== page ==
4. My thoughts, for whatever they’re worth:

    (1) On the library books: it’s not true that there’s no limit on the number of times that a paper book can be checked out. There’s no legal limit, but every reader puts a bit of wear and tear on the book. Corners get dog-eared or creased. Pages start to pull away from the binding. The book gets left in a hot car on a muggy day, and things start to deteriorate even faster. Eventually, the library is left with an assortment of more-or-less in order pages that are bound more with hope than glue and has a choice between taking the book out of circulation or buying a new copy.

    This isn’t to say that the publishers are right in what they’re doing, because I believe that the licensing fees they’re charging are absolutely ridiculous. There’s also the argument as to whether the wear on physical books is really a benefit or a harm to the publishers: is the money from the extra purchases from when a library decides to buy a new copy worth more than keeping older books in circulation indefinitely and thus generating interest ins some of the newer offerings? But I did want to point out that things are a bit more complicated than Amanda’s making them out to be.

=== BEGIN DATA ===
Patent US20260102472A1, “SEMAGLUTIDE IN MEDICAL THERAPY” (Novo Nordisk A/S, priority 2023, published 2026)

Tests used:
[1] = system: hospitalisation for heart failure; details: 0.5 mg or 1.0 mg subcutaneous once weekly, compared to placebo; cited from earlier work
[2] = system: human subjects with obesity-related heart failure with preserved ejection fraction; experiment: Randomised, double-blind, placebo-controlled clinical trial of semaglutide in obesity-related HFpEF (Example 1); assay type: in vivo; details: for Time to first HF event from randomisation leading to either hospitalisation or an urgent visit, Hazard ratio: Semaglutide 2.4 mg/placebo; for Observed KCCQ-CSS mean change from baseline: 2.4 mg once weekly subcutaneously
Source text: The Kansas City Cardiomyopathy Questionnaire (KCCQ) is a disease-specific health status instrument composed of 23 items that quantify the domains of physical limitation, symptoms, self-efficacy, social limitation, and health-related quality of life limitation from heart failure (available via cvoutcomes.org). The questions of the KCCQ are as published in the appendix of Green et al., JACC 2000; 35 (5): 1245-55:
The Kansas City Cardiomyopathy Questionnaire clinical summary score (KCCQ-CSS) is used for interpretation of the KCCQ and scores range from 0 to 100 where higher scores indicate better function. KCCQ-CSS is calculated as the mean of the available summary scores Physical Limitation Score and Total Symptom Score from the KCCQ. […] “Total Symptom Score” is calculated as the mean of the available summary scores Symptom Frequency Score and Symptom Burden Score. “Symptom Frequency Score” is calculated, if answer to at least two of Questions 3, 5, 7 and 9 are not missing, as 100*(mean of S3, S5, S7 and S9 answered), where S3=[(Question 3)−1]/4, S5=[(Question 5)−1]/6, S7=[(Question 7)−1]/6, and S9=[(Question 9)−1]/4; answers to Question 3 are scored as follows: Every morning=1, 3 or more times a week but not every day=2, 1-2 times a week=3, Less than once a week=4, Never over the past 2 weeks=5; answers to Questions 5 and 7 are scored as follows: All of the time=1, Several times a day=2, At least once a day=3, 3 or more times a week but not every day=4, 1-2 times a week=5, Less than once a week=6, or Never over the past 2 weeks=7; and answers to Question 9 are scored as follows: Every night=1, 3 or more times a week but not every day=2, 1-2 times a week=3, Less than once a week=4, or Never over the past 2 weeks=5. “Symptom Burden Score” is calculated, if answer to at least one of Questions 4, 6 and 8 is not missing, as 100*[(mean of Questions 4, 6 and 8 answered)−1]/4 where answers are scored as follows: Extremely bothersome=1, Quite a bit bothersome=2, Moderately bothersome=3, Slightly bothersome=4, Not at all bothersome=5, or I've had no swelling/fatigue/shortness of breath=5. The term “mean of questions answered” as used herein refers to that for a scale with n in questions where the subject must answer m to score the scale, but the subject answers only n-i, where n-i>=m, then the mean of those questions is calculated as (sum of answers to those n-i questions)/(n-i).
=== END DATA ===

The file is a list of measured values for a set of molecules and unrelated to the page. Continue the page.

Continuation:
(2) On the resignations: the publishers likely figure that the Ivy League and Ivy League wannabee English departments are turning out a more-or-less infinite supply of graduates who will put up with almost any minuscule salary and unreasonable work hours in order to be able to tell their classmates, “Yes, I’m in New York working in publishing. How’s that secretarial gig in Akron working out for you?” But like Amanda, I find it hard to have much sympathy for these guys: not only has this been going on for years, but these “low-level employees” are some of the ones who’ve had the vapors at the idea of their employers publishing “conservative” books. Gee, guys, maybe if the Randy Penguin had the profits from publishing Jordan Peterson, they could afford to hire more help.